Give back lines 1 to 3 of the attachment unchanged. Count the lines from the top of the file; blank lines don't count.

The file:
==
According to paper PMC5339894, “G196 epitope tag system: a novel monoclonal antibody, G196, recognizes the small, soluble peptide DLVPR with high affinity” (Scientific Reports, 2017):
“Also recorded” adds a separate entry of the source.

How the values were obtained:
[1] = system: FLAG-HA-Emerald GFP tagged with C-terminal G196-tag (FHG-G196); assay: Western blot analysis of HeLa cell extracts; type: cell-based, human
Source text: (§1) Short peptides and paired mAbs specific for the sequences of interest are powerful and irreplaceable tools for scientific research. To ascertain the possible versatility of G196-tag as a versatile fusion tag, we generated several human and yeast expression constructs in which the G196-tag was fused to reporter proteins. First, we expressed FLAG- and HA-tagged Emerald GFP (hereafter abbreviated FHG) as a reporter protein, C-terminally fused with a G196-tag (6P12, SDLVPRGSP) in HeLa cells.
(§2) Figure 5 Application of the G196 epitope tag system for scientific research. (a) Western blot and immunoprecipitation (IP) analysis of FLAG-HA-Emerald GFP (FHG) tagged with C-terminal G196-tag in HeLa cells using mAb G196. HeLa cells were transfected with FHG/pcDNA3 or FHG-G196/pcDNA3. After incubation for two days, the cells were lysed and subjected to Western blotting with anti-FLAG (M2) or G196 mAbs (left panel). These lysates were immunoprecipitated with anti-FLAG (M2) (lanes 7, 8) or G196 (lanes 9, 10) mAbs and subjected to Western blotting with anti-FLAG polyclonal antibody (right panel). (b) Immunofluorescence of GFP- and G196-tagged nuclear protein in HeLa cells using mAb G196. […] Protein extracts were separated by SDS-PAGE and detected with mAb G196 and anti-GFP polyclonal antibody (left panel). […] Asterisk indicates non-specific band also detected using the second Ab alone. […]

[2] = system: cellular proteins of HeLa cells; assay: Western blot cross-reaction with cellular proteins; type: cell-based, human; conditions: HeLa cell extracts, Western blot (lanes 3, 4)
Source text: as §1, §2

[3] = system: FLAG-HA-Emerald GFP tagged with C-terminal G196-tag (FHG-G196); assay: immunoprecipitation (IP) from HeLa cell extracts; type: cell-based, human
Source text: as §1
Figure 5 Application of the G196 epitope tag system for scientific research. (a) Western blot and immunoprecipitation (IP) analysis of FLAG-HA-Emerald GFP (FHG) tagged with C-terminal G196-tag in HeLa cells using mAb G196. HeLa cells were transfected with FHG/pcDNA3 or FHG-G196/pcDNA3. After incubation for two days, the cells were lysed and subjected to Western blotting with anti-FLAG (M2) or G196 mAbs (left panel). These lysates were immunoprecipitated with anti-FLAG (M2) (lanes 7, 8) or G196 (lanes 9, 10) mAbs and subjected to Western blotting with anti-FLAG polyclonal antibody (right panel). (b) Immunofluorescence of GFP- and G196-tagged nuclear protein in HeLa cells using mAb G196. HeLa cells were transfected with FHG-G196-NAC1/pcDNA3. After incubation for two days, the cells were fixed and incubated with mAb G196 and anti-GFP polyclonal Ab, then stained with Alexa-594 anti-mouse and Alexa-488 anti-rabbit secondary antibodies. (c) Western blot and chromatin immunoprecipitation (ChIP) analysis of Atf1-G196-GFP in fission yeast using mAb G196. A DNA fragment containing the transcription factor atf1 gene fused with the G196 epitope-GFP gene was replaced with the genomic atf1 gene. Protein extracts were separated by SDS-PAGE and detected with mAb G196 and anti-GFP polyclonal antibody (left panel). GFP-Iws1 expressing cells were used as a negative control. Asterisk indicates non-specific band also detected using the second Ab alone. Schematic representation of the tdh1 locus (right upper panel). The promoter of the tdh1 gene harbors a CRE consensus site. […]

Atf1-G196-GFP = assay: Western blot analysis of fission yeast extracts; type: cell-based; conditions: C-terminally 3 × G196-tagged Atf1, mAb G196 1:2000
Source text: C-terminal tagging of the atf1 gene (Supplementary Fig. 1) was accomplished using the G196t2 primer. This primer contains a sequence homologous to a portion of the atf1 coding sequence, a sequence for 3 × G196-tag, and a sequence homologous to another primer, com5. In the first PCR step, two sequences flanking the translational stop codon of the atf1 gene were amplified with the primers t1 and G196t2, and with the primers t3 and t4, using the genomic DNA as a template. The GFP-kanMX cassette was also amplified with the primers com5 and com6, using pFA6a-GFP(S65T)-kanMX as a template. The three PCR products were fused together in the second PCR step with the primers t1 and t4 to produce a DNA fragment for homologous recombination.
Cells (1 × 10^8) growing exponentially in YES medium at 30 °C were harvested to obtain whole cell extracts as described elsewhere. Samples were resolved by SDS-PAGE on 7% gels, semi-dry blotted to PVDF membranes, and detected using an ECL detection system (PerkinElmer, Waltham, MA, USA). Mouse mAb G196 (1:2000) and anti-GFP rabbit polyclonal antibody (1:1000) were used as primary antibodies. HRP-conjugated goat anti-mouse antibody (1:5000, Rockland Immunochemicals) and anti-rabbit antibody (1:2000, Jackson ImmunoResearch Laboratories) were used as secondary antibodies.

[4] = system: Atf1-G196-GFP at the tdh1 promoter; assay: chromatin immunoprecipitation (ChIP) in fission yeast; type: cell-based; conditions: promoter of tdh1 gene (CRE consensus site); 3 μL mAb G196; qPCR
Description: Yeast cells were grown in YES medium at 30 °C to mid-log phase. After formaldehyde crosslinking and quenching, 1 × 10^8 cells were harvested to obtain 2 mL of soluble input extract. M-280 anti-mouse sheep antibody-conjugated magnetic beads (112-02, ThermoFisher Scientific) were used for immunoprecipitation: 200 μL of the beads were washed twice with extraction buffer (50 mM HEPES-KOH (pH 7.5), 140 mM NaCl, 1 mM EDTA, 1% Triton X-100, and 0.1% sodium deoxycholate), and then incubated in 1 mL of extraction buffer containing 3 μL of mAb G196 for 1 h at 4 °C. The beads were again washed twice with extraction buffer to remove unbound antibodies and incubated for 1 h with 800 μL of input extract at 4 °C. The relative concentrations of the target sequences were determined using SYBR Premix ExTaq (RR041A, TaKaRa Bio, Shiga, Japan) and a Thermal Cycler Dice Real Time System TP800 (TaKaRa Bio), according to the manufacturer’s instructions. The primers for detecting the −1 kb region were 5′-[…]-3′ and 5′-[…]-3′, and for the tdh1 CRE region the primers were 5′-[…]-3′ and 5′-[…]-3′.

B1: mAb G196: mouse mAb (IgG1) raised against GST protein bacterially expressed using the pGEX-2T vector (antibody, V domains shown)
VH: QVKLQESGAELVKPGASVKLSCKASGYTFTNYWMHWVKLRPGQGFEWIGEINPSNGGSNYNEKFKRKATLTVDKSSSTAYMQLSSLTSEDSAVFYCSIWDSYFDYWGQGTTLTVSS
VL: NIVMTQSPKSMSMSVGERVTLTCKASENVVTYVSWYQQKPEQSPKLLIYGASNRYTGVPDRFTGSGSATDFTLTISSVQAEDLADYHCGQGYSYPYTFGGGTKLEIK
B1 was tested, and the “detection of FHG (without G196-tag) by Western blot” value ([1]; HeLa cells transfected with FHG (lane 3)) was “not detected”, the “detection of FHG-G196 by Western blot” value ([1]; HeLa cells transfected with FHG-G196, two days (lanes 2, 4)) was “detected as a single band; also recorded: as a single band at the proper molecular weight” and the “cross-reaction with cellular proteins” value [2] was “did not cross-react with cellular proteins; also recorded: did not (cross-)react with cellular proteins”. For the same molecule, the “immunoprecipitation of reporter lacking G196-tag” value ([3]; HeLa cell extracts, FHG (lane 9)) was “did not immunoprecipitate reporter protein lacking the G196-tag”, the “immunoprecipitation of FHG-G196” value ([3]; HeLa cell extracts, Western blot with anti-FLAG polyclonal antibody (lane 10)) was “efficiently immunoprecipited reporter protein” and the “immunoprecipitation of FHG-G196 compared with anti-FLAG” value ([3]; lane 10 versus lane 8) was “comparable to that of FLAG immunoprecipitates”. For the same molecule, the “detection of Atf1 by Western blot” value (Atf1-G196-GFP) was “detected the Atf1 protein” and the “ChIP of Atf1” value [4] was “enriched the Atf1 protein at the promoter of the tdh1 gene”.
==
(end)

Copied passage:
According to paper PMC5339894, “G196 epitope tag system: a novel monoclonal antibody, G196, recognizes the small, soluble peptide DLVPR with high affinity” (Scientific Reports, 2017):
“Also recorded” adds a separate entry of the source.

How the values were obtained: